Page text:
Talk To The Person Who Is Talking To You
This rule is constantly violated by fools and snobs. Now you might as well turn your head away when you shoot at a bird, or look over your shoulder when you have opened a new book,--instead of looking at the bird, or looking at the book,--as lapse into any of the habits of a man who pretends to talk to one person while he is listening to another, or watching another, or wondering about another. 
If you really want to hear what Jo Gresham is saying to Alice Faulconbridge, when they are standing next you in the dance, say so to Will Withers, who is trying to talk with you. You can say pleasantly, "Mr. Withers, I want very much to overhear what Mr. Gresham is saying, and if you will keep still a minute, I think I can." Then Will Withers will know what to do. You will not be preoccupied, and perhaps you may be able to hear something you were not meant to know.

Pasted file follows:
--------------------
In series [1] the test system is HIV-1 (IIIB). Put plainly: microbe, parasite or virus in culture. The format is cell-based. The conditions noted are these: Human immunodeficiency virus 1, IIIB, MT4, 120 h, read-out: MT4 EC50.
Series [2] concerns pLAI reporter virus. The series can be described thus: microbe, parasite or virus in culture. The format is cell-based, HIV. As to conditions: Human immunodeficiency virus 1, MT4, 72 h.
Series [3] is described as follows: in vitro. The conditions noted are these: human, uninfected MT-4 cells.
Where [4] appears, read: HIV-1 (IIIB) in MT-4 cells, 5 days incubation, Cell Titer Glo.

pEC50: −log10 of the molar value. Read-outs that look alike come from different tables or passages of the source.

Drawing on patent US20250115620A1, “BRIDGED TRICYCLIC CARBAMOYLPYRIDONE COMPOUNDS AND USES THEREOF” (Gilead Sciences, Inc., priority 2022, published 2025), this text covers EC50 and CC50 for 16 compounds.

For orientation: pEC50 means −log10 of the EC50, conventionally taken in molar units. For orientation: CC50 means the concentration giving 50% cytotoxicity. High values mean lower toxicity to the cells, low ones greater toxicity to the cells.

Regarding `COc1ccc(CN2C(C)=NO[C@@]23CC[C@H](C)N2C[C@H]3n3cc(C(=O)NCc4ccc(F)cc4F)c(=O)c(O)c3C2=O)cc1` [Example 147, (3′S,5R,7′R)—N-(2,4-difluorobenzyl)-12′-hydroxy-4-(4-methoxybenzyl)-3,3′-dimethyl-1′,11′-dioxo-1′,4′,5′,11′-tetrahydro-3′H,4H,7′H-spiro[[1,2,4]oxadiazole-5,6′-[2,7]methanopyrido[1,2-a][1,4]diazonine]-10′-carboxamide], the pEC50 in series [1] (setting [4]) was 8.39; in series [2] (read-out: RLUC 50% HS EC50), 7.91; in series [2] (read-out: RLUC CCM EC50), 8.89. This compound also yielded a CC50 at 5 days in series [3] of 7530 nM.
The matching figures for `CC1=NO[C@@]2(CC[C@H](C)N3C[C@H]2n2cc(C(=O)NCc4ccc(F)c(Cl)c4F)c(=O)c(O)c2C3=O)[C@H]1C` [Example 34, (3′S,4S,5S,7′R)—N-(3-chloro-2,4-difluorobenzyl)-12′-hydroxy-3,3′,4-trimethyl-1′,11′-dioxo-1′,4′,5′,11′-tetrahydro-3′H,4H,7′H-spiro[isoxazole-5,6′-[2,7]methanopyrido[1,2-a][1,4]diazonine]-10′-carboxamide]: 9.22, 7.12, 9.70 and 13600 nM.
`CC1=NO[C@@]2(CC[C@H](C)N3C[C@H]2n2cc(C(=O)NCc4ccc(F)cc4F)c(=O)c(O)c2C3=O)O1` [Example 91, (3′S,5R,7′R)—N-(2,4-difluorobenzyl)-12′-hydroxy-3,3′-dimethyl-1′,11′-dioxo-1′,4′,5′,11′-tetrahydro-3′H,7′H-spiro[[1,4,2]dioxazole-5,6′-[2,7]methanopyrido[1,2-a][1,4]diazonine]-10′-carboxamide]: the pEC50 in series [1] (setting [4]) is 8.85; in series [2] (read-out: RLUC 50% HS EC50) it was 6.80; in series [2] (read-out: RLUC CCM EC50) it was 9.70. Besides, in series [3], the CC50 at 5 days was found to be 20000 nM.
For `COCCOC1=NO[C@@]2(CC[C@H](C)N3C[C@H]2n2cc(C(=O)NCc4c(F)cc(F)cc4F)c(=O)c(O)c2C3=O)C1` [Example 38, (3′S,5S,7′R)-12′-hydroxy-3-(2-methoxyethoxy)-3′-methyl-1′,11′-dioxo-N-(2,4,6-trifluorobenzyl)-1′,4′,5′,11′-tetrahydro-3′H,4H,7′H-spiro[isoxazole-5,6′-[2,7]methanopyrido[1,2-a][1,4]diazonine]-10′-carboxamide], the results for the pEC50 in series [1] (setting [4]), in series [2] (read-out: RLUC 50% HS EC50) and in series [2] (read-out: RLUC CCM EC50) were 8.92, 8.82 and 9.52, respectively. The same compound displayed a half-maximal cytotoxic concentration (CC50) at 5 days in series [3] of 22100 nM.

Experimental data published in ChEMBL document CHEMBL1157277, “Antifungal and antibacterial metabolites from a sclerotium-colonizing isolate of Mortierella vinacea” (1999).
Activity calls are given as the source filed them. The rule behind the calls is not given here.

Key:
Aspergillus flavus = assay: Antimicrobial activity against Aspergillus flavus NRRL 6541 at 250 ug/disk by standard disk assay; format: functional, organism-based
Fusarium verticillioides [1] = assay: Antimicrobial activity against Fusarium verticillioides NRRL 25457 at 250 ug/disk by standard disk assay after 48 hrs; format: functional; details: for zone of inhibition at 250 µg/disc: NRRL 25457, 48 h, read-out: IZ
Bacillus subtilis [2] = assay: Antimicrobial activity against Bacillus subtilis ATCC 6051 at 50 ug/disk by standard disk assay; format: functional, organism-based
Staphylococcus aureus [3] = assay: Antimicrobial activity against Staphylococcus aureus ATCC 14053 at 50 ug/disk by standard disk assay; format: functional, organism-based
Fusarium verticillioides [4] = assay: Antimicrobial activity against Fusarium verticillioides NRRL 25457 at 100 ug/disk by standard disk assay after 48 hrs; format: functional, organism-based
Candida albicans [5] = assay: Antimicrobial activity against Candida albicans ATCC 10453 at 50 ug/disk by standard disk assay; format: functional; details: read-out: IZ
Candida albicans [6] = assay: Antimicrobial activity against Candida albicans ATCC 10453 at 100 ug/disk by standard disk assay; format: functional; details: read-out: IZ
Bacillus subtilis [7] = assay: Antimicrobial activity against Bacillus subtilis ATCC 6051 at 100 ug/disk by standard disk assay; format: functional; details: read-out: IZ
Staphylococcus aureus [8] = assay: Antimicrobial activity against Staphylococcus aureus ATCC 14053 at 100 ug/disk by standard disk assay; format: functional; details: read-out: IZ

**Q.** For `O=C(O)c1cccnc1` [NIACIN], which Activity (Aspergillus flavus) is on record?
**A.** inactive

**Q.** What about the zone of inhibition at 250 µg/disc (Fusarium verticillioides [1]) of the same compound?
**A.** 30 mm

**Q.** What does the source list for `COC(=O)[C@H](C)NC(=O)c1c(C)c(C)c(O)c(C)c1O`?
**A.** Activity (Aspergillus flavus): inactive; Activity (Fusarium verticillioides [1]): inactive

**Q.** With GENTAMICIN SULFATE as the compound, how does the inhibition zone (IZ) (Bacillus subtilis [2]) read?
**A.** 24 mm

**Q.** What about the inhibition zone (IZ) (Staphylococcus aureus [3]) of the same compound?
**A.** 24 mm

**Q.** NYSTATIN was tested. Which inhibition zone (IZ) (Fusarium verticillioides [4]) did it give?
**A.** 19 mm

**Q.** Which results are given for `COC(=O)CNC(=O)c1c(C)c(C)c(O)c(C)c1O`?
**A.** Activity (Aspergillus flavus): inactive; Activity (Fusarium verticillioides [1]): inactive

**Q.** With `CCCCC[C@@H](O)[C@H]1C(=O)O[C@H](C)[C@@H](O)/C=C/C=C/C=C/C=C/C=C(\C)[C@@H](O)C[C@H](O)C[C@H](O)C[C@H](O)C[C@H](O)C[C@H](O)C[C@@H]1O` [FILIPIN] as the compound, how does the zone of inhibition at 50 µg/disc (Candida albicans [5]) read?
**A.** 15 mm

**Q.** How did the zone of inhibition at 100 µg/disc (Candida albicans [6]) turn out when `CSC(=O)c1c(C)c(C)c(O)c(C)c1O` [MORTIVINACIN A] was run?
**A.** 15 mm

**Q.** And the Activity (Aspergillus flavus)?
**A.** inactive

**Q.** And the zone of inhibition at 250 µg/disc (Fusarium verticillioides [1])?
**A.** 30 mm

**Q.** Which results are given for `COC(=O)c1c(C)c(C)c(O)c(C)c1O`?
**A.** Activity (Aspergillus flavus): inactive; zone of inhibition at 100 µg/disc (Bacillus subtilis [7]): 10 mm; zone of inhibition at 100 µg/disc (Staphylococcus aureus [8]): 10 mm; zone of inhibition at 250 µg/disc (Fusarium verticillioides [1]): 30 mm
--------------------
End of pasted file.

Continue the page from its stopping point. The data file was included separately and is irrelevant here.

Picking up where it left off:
At this you are disgusted. You throw down the book at once, and say you will not read any more. You cannot think why this hateful man supposes that you would do anything so mean. Then why do you let Will Withers suppose so? All he can tell is what you show him. If you will listen while he speaks, so as to answer intelligently, and will then speak to him as if there were no other persons in the room, he will know fast enough that you are talking to him. But if you just say "yes," and "no," and "indeed," and "certainly," in that flabby, languid way in which some boys and girls I know pretend to talk sometimes, he will think that you are engaged in thinking of somebody else, or something else,--unless, indeed, he supposes that you are not thinking of anything, and that you hardly know what thinking is.